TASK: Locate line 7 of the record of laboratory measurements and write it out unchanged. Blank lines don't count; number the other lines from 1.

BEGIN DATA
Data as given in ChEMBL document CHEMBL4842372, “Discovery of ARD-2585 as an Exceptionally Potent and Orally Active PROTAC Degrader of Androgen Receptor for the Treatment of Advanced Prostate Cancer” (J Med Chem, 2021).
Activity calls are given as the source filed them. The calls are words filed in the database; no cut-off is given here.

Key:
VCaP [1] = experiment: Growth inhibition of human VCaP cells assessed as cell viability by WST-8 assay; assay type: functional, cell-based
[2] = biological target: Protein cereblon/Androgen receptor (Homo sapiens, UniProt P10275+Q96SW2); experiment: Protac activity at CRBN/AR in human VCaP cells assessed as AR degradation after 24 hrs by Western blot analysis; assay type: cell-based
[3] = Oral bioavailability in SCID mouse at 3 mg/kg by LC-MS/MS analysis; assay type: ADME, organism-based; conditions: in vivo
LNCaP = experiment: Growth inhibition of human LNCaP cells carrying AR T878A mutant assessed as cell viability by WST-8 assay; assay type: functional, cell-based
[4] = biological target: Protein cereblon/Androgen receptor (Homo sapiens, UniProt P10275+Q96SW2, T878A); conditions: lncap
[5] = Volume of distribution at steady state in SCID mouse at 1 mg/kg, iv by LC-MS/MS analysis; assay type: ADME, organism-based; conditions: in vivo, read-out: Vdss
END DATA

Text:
LNCaP = experiment: Growth inhibition of human LNCaP cells carrying AR T878A mutant assessed as cell viability by WST-8 assay; assay type: functional, cell-based